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A test for detecting changes in closed networks based on the number of communications between nodes
This dissertation presents a formal method for detecting changes in a closed communications network based on an "abnormal" shift in the number of communications between some of the nodes. The method relies on the analyst's ability to define the network of interest; capture the number of communications between nodes; and to establish a history of normal communications flow between nodes over fixed intervals of time. A metric multi-dimensional scaling technique is then used to represent the network at each time interval with a k-dimensional (k = 1, 2, ...) configuration. The affine bi-dimensional regression coefficient of determination (aR2) between all adjacent time periods is calculated and recorded. As time progresses, the configuration and aR2 are found and compared to the historical aR 2's. When a time period's aR2 is abnormally low relative to the history, a change in the number of communications has been detected. A simulation study was conducted using a closed network made up of ten nodes and three different edge density values (low, moderate, and high) to randomly generate the edges (connections) between nodes. A Poisson AR(1) process was used to generate the number of communications between nodes at each time period. Changes were then randomly assigned in time periods 26 and 52, and the aR2's calculated between adjacent time periods. A separate simulation was conducted for each combination of edge density (3 levels), AR(1) correlation parameter (3 levels), number of edges perturbed (3 levels), perturbation factor (3 levels), time period of perturbation (2 levels), and configuration dimension (2 levels). The results suggest that under these conditions the method as proposed has reasonable power for detecting "abnormal" changes in the number of communications.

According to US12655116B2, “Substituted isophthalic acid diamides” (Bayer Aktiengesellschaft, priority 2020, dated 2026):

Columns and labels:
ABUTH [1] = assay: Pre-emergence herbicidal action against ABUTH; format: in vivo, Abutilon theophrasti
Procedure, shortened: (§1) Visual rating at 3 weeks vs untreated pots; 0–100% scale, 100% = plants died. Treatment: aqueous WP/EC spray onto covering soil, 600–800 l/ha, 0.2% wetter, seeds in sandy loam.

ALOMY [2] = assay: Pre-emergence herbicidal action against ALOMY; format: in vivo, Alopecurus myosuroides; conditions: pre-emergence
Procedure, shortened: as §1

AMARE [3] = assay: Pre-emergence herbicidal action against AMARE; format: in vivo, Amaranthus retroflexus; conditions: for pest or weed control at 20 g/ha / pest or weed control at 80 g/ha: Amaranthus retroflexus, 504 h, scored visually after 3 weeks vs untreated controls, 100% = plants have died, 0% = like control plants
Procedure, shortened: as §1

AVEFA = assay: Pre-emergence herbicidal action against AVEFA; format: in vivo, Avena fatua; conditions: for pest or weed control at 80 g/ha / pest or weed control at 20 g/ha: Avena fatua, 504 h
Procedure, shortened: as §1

Wichman, Christopher S, "A test for detecting changes in closed networks based on the number of communications between nodes" (2013). ETD collection for University of Nebraska - Lincoln. AAI3590995.